Sid Griffin and The Long Ryders’ rugged, rowdy revival
Artist: The Long Ryders
Recording: Psychedelic Country Soul
Label: Omnivore Recordings Rating: ★★★★ (4/5 stars)
It can be argued — and decidedly so — that Americana didn’t simply originate in the new millennium as a hip encapsulation of a sprawling genre, one that defies precise description in favor of its broad umbrella.
Indeed, the term “Americana” can trace its origins back to Stephen Foster’s idyllic odes to the moss-draped environs of the old South and the working men and women who harvested its cash crops under an unmerciful sun. More recently of course, it’s come to embrace an entire genre, pioneered by Elvis, Johnny Cash, Muddy Waters, Buddy Holly, Ray Charles and a host of others who paved the way for America’s Heartland to intersect with the crossroads of the middle class mainstream.
That said, it took bands like the Byrds, the Band, the Flying Burrito Brothers, Poco, the Eagles, and the Nitty Gritty Dirt Band in particular to create that solid foundation where country music could find compatibility with rock and roll. Likewise, it was the bands that followed in their wake like Wilco, Son Volt and Jason Isbel and the 400 Unit who carried that trajectory forward.
And let’s not forget The Long Ryders, the group whose devotion to the ‘60s switchover of rock to roots provided both impetus and inspiration. Ever since their founding some three decades before, the group’s guiding light, Sid Griffin, has continued to express his unbounded devotion to his predecessors, both on record and in print, offering his homage to Dylan and the Band, and Byrds Gene Clark and Chris Hillman, all with unabashed dedication.
While the Long Ryders were frequently lumped in with the so-called Paisley Pop movement of the early ‘80s, their adherence to a vintage formula was never in doubt. Indeed, Psychedelic Country Soul does seem an apt description of their intents, given the times and the trappings that shaped their initial efforts. Perhaps now more than before, the opportunity for appreciation has reached its full fruition, providing opportunity for The Long Ryders to return after their long layoff as conquering heroes and certainly the dedicated disciples that they were then and apparently still are now.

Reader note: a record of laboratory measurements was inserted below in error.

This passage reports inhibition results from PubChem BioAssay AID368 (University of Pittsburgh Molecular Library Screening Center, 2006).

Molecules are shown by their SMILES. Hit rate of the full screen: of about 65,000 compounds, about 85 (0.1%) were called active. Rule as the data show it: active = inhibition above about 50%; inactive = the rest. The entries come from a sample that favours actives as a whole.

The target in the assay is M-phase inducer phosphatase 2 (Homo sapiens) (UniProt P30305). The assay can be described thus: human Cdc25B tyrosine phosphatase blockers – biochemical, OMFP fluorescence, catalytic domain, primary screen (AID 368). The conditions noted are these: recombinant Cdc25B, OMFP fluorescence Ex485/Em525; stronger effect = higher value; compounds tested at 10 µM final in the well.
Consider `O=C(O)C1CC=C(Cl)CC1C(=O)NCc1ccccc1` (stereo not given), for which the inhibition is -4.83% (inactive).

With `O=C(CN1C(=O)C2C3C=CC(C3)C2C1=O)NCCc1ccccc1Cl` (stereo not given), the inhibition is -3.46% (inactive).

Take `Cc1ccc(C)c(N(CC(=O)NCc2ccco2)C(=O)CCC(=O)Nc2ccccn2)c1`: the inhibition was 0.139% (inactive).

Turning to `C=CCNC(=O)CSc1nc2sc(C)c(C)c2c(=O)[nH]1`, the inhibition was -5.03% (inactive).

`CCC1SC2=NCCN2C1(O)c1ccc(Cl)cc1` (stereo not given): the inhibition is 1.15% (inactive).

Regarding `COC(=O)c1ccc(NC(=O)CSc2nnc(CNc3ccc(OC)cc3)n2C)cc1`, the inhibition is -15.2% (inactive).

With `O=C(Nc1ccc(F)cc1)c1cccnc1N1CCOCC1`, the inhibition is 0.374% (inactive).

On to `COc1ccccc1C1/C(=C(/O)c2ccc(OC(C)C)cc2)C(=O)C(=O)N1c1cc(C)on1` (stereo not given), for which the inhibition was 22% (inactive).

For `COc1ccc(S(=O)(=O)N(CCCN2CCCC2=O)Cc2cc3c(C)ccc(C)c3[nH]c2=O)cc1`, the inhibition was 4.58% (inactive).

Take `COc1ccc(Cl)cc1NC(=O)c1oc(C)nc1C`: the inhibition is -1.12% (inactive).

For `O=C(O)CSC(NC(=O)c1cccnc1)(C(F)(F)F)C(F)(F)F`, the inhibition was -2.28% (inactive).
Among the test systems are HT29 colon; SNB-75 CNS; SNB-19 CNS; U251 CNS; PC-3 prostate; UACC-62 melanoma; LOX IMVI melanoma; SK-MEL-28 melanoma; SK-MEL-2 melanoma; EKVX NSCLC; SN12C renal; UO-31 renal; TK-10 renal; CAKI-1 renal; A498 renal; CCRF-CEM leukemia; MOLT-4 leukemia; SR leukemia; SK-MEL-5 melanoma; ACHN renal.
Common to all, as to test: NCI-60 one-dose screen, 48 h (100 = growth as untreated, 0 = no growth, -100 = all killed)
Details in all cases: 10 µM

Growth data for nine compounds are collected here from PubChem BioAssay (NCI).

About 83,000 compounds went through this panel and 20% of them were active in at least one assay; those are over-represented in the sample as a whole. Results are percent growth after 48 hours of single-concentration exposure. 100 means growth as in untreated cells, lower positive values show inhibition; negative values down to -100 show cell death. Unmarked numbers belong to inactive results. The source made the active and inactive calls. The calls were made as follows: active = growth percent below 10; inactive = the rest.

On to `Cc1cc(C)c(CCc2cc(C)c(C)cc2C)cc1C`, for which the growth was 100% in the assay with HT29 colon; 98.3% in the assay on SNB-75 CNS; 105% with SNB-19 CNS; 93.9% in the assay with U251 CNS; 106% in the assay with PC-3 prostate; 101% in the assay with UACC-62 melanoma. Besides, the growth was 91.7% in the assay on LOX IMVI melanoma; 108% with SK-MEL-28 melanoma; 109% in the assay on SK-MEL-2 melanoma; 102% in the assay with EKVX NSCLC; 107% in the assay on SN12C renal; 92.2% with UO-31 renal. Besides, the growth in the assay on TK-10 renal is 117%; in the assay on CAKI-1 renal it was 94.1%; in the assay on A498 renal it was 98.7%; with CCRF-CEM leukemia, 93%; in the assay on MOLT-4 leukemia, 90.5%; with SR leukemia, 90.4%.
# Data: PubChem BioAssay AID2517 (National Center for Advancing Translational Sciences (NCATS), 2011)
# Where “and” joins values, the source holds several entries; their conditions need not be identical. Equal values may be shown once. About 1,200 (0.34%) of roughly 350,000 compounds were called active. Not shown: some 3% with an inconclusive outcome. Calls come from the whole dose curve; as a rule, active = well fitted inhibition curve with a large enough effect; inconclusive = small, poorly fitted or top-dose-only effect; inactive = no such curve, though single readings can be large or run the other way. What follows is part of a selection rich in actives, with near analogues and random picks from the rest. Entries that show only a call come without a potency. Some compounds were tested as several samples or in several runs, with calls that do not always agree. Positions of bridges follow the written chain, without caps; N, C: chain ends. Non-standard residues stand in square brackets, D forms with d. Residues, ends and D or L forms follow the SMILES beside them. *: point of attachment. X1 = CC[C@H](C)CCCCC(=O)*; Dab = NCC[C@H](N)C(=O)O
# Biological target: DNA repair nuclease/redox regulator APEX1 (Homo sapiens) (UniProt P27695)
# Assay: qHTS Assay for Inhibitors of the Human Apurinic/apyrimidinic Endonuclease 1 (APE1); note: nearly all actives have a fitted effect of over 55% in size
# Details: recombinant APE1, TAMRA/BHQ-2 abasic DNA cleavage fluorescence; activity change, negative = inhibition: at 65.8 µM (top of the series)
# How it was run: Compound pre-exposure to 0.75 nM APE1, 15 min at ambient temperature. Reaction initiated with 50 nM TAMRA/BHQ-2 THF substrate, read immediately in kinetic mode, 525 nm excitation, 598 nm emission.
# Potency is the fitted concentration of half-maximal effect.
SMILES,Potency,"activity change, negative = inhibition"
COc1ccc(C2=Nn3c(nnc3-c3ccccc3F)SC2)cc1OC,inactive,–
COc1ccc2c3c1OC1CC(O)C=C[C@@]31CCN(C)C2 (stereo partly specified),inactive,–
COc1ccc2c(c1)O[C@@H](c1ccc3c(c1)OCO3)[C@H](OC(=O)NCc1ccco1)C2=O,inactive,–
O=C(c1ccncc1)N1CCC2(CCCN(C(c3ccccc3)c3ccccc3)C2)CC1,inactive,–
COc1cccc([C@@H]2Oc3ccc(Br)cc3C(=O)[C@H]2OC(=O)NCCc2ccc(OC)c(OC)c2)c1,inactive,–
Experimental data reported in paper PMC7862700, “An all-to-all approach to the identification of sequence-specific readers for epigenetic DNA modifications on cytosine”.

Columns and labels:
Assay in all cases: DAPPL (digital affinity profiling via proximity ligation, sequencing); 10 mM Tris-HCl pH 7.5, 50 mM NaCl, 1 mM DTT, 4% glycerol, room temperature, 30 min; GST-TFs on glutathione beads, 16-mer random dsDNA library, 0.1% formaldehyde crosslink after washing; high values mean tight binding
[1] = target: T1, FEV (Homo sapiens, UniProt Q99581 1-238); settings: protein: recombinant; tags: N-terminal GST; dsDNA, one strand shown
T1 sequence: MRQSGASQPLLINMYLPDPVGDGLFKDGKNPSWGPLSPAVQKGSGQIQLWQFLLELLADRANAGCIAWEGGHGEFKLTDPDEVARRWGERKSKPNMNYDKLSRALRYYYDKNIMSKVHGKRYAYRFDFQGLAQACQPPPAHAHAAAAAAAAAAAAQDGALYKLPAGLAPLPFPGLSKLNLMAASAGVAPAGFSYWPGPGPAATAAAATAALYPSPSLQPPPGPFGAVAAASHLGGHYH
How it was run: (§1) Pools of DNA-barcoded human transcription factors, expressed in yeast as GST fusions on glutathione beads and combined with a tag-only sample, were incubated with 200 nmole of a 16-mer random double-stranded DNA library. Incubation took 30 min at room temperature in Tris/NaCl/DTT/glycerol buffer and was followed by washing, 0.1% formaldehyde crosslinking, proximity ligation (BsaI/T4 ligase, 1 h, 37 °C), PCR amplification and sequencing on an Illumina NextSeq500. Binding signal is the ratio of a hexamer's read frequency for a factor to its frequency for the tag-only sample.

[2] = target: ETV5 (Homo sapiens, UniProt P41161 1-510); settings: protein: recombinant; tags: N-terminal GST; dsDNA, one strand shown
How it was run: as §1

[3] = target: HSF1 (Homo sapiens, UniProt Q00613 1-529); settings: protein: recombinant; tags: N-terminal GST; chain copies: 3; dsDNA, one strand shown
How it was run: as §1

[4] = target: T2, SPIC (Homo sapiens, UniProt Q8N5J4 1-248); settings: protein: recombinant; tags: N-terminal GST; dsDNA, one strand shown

From a practical perspective, that’s a clearly credible proposition. The band’s presence still lingers large, as evidenced by the recent reissues of their earlier efforts. Yet now, with the original cast reassembled — Griffin (vocals, guitar, harp, mandolin), Stephen McCarthy (vocals, guitars, pedal steel, mellotron, etc.), Tom Stevens (vocals, bass, guitar) and Greg Sowders (drums, percussion) — the group is again intact and making music that’s not so much a comeback as a reaffirmed matter of passion and purpose.
As it stands, Griffin was quick to describe Psychedelic Country Soul as “the album we were always trying to make. Each flavor which made the band unique is there, be it C&W, rock ’n’ roll, troubadour folk music, raw R&B or out-there psychedelia.” With powerhouse producer Ed Stasium behind the boards and in the studio supplying auxiliary instrumentation, the Ryders clearly prove his point, from the dogged drive and delivery of “Greenville” and “Molly Somebody,” to the more reflective tones of “Let It Fly” and “If You Want To See Me Cry” (“If you want to see me cry/Just say her name”). The country rock pastiche is evident everywhere, an exquisite example of form and fashion blended together in an equal and unequivocal manner.
That said, a robust cover of Tom Petty’s telling “Walls” and cameo appearances by a pair of Bangles do offer a time stamp that binds the band to their initial origins. Which is fine of course. The Long Ryders have long since proven that they are indeed a band for the ages. Long may they reign. Consider this one of their best.